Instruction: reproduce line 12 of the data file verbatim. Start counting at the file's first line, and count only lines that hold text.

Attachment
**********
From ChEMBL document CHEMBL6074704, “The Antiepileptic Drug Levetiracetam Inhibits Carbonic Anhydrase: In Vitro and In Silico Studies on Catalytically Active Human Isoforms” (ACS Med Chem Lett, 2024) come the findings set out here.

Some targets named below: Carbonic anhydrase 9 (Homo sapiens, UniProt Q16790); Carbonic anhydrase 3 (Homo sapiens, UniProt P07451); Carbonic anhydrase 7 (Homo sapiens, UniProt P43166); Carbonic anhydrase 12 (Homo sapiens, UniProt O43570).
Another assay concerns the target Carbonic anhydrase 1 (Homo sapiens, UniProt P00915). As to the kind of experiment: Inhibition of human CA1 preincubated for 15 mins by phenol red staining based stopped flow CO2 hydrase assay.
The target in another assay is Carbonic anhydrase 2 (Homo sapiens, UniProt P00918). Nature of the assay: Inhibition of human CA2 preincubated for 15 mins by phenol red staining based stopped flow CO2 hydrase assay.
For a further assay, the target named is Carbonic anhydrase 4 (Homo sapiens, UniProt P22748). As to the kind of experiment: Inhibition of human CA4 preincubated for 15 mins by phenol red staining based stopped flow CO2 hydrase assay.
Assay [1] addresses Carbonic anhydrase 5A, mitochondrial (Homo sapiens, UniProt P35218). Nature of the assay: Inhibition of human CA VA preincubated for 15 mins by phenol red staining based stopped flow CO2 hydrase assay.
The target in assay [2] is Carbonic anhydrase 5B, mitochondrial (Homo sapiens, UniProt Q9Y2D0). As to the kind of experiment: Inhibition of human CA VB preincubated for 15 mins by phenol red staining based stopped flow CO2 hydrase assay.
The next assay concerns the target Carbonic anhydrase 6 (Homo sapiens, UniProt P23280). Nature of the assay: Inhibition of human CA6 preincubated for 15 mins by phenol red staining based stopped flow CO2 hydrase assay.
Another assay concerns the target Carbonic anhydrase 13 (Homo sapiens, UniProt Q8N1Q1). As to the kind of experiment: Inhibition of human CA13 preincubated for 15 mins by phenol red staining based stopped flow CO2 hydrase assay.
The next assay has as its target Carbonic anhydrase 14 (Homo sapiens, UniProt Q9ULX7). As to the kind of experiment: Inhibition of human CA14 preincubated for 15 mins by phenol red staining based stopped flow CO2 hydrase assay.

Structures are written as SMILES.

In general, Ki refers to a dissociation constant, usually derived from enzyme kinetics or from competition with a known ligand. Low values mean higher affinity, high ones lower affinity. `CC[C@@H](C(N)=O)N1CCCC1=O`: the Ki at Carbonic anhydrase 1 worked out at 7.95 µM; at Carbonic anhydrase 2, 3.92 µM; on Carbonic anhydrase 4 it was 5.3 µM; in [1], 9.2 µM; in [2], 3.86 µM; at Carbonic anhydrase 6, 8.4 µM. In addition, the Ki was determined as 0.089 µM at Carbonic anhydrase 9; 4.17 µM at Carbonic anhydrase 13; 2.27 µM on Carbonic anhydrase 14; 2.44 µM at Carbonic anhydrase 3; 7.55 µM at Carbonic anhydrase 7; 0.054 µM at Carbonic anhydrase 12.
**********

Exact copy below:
In general, Ki refers to a dissociation constant, usually derived from enzyme kinetics or from competition with a known ligand. Low values mean higher affinity, high ones lower affinity. `CC[C@@H](C(N)=O)N1CCCC1=O`: the Ki at Carbonic anhydrase 1 worked out at 7.95 µM; at Carbonic anhydrase 2, 3.92 µM; on Carbonic anhydrase 4 it was 5.3 µM; in [1], 9.2 µM; in [2], 3.86 µM; at Carbonic anhydrase 6, 8.4 µM. In addition, the Ki was determined as 0.089 µM at Carbonic anhydrase 9; 4.17 µM at Carbonic anhydrase 13; 2.27 µM on Carbonic anhydrase 14; 2.44 µM at Carbonic anhydrase 3; 7.55 µM at Carbonic anhydrase 7; 0.054 µM at Carbonic anhydrase 12.